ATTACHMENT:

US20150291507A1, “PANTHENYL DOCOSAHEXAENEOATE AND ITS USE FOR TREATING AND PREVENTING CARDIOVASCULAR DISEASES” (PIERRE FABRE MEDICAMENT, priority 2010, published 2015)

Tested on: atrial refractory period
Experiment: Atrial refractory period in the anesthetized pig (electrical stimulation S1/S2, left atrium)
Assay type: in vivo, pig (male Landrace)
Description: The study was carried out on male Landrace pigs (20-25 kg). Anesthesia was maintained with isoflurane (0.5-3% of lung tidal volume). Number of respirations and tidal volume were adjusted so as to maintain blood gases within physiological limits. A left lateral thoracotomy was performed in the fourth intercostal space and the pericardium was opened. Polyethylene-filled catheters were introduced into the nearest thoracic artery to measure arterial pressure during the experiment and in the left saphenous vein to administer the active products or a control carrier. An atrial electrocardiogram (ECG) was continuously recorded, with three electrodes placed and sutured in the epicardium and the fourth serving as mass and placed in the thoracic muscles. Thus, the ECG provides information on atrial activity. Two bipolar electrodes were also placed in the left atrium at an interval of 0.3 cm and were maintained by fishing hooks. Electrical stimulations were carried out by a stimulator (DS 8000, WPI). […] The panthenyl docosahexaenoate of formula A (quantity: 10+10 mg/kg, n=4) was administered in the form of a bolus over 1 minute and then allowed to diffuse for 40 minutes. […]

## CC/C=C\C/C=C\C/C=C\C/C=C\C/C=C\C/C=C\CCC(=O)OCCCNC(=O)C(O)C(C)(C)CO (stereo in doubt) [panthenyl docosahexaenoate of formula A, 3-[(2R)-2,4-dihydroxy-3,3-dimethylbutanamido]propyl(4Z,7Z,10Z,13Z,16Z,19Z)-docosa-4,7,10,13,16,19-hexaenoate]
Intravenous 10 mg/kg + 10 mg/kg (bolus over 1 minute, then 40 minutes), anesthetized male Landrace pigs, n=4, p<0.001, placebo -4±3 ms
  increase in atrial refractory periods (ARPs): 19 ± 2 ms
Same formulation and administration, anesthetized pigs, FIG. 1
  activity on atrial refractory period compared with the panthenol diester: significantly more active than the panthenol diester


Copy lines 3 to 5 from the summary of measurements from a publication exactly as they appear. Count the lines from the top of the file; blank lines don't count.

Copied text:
Experiment: Atrial refractory period in the anesthetized pig (electrical stimulation S1/S2, left atrium)
Assay type: in vivo, pig (male Landrace)
Description: The study was carried out on male Landrace pigs (20-25 kg). Anesthesia was maintained with isoflurane (0.5-3% of lung tidal volume). Number of respirations and tidal volume were adjusted so as to maintain blood gases within physiological limits. A left lateral thoracotomy was performed in the fourth intercostal space and the pericardium was opened. Polyethylene-filled catheters were introduced into the nearest thoracic artery to measure arterial pressure during the experiment and in the left saphenous vein to administer the active products or a control carrier. An atrial electrocardiogram (ECG) was continuously recorded, with three electrodes placed and sutured in the epicardium and the fourth serving as mass and placed in the thoracic muscles. Thus, the ECG provides information on atrial activity. Two bipolar electrodes were also placed in the left atrium at an interval of 0.3 cm and were maintained by fishing hooks. Electrical stimulations were carried out by a stimulator (DS 8000, WPI). […] The panthenyl docosahexaenoate of formula A (quantity: 10+10 mg/kg, n=4) was administered in the form of a bolus over 1 minute and then allowed to diffuse for 40 minutes. […]